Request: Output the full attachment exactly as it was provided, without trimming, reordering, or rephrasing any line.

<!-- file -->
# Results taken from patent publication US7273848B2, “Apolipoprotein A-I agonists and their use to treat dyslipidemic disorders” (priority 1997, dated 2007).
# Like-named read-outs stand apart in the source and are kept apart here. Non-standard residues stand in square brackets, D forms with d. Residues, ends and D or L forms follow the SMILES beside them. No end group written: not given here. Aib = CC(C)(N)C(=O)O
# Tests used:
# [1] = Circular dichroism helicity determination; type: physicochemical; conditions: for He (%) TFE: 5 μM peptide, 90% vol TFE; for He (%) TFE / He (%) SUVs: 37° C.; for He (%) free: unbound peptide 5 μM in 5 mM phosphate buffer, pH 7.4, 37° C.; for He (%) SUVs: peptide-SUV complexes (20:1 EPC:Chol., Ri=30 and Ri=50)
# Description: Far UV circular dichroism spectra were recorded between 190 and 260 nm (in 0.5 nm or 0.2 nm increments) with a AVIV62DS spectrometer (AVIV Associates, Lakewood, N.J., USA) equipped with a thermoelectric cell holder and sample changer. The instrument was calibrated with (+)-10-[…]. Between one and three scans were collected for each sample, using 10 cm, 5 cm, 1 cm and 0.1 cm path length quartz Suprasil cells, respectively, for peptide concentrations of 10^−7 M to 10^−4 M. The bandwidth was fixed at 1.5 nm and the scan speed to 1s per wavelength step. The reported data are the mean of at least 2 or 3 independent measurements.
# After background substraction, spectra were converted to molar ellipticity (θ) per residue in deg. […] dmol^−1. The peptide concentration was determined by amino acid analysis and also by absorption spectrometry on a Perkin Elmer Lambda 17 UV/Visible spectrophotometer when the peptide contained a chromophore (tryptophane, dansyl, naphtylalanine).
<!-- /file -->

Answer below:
# Results taken from patent publication US7273848B2, “Apolipoprotein A-I agonists and their use to treat dyslipidemic disorders” (priority 1997, dated 2007).
# Like-named read-outs stand apart in the source and are kept apart here. Non-standard residues stand in square brackets, D forms with d. Residues, ends and D or L forms follow the SMILES beside them. No end group written: not given here. Aib = CC(C)(N)C(=O)O
# Tests used:
# [1] = Circular dichroism helicity determination; type: physicochemical; conditions: for He (%) TFE: 5 μM peptide, 90% vol TFE; for He (%) TFE / He (%) SUVs: 37° C.; for He (%) free: unbound peptide 5 μM in 5 mM phosphate buffer, pH 7.4, 37° C.; for He (%) SUVs: peptide-SUV complexes (20:1 EPC:Chol., Ri=30 and Ri=50)
# Description: Far UV circular dichroism spectra were recorded between 190 and 260 nm (in 0.5 nm or 0.2 nm increments) with a AVIV62DS spectrometer (AVIV Associates, Lakewood, N.J., USA) equipped with a thermoelectric cell holder and sample changer. The instrument was calibrated with (+)-10-[…]. Between one and three scans were collected for each sample, using 10 cm, 5 cm, 1 cm and 0.1 cm path length quartz Suprasil cells, respectively, for peptide concentrations of 10^−7 M to 10^−4 M. The bandwidth was fixed at 1.5 nm and the scan speed to 1s per wavelength step. The reported data are the mean of at least 2 or 3 independent measurements.
# After background substraction, spectra were converted to molar ellipticity (θ) per residue in deg. […] dmol^−1. The peptide concentration was determined by amino acid analysis and also by absorption spectrometry on a Perkin Elmer Lambda 17 UV/Visible spectrophotometer when the peptide contained a chromophore (tryptophane, dansyl, naphtylalanine).